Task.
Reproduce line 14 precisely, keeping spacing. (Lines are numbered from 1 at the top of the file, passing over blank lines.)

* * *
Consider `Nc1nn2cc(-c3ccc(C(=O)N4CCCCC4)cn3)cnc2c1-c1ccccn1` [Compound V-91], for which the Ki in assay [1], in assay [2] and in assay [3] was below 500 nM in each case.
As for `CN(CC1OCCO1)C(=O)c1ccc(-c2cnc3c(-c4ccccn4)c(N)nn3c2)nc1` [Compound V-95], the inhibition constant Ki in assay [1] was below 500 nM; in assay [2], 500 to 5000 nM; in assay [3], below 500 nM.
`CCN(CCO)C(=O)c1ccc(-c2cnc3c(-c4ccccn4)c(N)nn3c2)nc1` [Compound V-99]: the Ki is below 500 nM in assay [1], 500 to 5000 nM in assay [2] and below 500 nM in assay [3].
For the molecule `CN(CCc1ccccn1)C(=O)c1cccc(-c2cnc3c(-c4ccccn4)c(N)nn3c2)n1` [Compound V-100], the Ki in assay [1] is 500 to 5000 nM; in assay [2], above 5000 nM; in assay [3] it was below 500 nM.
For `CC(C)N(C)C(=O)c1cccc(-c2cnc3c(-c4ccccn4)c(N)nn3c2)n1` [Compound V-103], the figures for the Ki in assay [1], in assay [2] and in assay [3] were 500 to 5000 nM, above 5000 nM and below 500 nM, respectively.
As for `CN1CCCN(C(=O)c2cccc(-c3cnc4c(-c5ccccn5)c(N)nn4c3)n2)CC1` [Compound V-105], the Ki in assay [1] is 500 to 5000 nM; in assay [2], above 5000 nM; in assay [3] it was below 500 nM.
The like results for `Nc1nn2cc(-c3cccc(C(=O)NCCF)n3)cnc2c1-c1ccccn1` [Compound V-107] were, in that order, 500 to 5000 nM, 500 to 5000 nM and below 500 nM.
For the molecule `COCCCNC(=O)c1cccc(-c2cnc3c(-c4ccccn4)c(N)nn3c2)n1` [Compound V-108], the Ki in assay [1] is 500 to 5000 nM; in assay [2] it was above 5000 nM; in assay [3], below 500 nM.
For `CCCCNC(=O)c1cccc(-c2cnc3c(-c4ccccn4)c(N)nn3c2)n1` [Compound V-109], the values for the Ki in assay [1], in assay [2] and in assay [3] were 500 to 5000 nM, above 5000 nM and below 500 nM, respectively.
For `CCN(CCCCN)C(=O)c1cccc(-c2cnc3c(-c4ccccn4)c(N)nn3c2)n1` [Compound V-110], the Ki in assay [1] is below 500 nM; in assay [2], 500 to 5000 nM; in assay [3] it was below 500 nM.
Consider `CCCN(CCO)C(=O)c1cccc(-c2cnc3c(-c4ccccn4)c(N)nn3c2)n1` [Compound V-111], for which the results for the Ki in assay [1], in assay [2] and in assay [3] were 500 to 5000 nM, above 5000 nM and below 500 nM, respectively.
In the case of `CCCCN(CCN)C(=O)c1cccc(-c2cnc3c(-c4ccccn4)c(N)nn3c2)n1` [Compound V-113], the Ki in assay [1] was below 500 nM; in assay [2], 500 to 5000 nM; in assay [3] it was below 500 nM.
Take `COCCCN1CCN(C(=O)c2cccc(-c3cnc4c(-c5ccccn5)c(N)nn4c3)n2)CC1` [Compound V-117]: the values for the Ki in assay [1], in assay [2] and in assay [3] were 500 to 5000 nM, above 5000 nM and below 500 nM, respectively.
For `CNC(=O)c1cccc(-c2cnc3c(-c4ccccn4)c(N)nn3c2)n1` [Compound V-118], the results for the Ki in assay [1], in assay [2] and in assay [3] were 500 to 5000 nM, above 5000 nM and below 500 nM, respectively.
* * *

For `CNC(=O)c1cccc(-c2cnc3c(-c4ccccn4)c(N)nn3c2)n1` [Compound V-118], the results for the Ki in assay [1], in assay [2] and in assay [3] were 500 to 5000 nM, above 5000 nM and below 500 nM, respectively.